Media coverage of general election campaign is disproportionately favouring men

Jeremy Corbyn, Nigel Farage, and Boris Johnson. Photograph: PA/TNE.

Jeremy Corbyn, Nigel Farage, and Boris Johnson. Photograph: PA/TNE. - Credit: Archant

Men are dominating four-fifths of national press coverage according to a new study looking at the first few days of the general election campaign.

Academics at Loughborough University have noted "gender inequality across all coverage" with men dominating 67.1% of the television coverage, and 81.9% of the national press coverage.

The research - carried out between November 7th and November 13th - looked at citizens, business people, experts and public professionals.

Overall, women featured in 21.4% of the coverage, while men were much more prominent on 78.6%, according to Loughborough University's Centre for Research in Communication & Culture.

The researchers said: "The data show that female actors are marginalised in cumulative terms in comparison with their male counterparts during the election campaign so far."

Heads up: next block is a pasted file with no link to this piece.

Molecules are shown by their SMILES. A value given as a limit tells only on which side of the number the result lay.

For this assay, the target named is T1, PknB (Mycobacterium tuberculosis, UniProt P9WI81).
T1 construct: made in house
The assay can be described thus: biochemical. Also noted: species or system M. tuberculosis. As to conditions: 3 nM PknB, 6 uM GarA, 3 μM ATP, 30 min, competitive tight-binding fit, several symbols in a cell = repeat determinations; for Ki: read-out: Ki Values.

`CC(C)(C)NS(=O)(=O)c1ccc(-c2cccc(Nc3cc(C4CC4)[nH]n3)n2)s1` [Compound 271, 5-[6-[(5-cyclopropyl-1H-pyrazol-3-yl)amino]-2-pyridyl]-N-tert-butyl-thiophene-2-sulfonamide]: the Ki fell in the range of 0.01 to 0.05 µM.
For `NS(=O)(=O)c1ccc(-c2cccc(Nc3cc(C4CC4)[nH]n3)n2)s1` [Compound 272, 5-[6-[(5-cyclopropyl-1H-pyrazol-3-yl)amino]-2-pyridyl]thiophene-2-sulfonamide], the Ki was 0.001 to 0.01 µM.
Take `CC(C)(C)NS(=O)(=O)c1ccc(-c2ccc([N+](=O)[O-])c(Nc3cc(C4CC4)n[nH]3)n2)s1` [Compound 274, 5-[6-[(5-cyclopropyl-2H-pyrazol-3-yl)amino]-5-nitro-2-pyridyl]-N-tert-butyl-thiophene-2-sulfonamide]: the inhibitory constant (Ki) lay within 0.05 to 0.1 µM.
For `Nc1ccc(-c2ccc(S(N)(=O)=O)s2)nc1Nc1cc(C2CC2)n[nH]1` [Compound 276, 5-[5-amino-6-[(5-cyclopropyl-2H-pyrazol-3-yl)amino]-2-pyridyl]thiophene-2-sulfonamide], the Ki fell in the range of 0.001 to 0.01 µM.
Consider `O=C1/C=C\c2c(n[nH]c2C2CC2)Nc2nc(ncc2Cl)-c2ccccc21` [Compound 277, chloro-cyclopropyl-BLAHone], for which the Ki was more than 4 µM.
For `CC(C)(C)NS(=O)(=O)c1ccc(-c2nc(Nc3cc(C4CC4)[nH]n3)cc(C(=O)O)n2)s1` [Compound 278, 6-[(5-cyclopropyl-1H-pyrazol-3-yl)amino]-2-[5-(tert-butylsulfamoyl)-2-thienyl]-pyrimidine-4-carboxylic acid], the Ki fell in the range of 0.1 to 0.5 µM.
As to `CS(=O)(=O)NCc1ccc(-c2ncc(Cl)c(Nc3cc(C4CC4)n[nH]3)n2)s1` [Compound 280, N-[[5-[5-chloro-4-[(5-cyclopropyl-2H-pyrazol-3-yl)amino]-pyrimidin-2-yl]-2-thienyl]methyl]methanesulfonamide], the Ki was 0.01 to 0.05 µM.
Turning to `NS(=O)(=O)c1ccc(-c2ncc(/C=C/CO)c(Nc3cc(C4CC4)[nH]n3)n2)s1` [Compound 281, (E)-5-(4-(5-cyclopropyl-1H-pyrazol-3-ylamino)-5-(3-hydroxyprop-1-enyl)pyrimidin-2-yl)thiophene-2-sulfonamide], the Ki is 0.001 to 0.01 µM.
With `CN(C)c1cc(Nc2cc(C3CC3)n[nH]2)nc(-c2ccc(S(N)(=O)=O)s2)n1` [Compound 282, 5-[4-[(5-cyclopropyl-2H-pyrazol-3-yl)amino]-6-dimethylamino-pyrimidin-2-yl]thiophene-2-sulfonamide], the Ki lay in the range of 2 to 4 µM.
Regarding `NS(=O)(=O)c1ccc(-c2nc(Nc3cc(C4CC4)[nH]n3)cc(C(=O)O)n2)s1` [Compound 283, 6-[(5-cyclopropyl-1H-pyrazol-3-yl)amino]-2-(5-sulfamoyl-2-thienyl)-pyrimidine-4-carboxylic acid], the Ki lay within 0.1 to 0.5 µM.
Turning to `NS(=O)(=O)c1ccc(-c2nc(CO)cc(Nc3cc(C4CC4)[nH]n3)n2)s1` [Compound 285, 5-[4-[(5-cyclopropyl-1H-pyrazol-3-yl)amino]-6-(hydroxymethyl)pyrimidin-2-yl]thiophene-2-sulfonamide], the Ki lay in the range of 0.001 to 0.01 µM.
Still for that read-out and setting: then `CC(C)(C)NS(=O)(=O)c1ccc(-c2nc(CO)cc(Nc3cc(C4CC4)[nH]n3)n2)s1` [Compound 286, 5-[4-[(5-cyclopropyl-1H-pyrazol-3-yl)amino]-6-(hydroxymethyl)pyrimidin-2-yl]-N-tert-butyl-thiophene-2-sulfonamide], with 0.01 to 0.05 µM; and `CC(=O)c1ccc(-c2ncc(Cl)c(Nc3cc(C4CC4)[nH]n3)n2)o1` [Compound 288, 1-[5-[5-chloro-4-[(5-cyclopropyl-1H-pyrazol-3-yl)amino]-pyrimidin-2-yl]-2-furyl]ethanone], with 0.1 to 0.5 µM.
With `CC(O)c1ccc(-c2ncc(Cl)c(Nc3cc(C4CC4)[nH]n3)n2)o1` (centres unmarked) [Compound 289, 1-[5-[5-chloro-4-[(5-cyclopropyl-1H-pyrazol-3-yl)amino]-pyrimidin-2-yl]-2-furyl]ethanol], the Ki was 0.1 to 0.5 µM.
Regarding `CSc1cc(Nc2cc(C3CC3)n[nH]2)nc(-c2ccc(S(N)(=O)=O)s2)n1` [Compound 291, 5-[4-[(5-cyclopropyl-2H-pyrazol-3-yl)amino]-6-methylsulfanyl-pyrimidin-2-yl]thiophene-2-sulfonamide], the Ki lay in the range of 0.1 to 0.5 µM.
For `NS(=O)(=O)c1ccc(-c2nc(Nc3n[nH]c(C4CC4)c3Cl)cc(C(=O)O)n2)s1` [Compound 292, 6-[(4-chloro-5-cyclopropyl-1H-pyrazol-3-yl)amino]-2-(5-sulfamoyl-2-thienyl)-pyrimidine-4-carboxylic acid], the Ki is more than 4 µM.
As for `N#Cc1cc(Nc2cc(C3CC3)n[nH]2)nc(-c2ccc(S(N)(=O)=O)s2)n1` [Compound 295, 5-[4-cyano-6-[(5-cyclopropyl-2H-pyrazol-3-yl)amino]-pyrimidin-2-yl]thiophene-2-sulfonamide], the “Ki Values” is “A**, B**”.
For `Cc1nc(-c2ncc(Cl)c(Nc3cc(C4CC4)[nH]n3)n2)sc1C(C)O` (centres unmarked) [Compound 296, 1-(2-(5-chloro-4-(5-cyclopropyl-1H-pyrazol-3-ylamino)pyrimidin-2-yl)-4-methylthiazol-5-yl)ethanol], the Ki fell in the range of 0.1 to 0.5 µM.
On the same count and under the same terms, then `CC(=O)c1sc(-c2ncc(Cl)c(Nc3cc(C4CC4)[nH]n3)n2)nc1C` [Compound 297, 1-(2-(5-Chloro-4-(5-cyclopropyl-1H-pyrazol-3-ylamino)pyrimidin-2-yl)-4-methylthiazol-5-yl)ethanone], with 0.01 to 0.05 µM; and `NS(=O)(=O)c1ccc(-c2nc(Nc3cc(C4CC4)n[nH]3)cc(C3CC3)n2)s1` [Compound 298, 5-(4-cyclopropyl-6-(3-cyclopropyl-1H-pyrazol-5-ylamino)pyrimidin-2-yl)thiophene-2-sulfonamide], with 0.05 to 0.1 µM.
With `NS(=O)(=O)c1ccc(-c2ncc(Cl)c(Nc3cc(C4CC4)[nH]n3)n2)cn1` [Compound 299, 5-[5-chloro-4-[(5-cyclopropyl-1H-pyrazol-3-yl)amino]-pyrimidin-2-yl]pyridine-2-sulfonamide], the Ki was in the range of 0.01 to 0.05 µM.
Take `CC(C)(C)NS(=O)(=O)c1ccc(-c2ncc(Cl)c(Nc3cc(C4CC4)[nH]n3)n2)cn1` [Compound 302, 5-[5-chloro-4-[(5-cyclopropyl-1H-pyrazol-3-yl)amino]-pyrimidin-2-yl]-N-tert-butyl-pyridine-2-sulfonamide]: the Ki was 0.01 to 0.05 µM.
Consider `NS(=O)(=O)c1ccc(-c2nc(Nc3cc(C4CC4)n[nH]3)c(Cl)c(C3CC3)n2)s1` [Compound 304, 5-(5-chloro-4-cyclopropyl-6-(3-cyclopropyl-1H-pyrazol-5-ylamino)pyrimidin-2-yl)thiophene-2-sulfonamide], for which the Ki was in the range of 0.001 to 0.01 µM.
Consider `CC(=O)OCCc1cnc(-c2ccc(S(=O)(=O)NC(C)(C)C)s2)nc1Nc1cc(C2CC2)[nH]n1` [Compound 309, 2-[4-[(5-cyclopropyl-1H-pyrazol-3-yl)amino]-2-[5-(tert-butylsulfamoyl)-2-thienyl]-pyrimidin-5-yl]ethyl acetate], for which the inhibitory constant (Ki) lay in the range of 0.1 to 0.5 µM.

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This gap is despite women leading a number of political parties

Jo Swinson leads the Liberal Democrats and Nicola Sturgeon leads the SNP.

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In Northern Ireland, the DUP is led by Arlene Foster, and Naomi Long is the leader of the Alliance Party.

Mary Lou McDonald is president of Sinn Fein, while Michelle O'Neill is vice president.

The data comes from the first in a series of weekly reports from the university on UK wide television and print media reporting of the 2019 UK general election.

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